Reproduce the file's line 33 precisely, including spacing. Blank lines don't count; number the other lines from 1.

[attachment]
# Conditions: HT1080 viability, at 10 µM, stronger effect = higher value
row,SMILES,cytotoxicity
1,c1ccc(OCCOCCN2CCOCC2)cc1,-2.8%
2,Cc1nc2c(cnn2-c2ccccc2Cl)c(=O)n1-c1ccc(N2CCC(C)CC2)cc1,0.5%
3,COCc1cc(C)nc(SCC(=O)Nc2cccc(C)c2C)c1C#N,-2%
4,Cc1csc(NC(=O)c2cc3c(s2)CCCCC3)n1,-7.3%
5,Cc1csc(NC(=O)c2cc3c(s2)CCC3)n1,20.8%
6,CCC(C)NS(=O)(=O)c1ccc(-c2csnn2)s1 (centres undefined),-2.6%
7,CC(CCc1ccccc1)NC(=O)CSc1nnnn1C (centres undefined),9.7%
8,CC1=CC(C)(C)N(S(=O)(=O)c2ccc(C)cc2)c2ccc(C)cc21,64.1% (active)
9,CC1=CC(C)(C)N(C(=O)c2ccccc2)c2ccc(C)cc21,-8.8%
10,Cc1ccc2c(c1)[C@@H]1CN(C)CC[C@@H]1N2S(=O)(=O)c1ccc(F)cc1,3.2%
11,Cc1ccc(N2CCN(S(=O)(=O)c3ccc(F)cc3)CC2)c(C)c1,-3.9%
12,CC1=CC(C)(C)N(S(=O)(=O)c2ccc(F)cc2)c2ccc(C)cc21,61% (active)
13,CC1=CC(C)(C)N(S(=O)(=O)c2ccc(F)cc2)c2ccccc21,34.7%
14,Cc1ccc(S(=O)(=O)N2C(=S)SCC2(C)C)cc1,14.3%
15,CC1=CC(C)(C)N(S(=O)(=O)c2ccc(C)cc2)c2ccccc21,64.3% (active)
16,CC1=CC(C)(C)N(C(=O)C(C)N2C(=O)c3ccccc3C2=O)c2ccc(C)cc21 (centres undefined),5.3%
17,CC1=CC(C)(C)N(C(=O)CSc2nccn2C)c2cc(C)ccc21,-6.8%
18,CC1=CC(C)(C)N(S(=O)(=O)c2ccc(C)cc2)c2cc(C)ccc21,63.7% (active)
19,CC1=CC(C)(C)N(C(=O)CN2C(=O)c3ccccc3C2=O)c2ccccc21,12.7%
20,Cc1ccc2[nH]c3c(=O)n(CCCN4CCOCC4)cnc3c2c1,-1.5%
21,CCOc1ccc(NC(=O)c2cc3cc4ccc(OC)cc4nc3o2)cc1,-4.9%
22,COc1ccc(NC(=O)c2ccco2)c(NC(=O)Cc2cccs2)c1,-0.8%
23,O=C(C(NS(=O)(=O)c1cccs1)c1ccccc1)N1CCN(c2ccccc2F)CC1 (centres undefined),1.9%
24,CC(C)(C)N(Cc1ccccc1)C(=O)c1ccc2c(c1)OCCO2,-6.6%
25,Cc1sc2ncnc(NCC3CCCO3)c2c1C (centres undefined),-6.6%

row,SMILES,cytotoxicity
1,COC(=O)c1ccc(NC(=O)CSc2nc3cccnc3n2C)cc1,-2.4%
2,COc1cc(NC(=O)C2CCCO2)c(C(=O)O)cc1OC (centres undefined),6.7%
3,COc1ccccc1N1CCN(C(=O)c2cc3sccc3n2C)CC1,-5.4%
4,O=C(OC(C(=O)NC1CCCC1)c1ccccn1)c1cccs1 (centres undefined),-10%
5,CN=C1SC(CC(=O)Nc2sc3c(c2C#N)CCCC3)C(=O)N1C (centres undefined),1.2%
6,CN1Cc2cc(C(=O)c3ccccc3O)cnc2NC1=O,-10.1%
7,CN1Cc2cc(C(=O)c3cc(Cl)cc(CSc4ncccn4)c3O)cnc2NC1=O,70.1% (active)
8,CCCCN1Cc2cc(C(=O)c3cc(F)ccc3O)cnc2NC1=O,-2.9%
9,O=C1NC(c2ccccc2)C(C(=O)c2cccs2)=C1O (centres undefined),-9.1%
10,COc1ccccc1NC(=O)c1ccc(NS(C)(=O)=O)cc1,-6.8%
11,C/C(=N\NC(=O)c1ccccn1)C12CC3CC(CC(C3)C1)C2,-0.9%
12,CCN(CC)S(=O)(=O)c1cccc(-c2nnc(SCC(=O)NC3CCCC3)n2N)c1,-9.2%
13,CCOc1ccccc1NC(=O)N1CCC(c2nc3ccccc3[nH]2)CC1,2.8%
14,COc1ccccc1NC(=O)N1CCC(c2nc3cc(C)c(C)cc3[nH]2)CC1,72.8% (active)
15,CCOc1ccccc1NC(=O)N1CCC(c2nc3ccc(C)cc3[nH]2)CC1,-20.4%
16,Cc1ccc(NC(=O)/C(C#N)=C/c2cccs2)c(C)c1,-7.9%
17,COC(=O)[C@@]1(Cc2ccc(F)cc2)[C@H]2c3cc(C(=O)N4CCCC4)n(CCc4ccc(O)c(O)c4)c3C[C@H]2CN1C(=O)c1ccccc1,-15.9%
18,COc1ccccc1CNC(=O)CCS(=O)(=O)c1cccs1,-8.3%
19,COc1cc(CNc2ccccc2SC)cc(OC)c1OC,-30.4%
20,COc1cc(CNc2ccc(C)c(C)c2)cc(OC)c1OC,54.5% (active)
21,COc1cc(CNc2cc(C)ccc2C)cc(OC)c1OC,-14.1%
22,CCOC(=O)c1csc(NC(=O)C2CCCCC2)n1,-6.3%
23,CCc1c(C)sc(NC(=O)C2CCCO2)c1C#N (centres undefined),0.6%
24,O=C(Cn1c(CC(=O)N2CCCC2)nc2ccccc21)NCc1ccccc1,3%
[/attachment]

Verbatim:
5,CN=C1SC(CC(=O)Nc2sc3c(c2C#N)CCCC3)C(=O)N1C (centres undefined),1.2%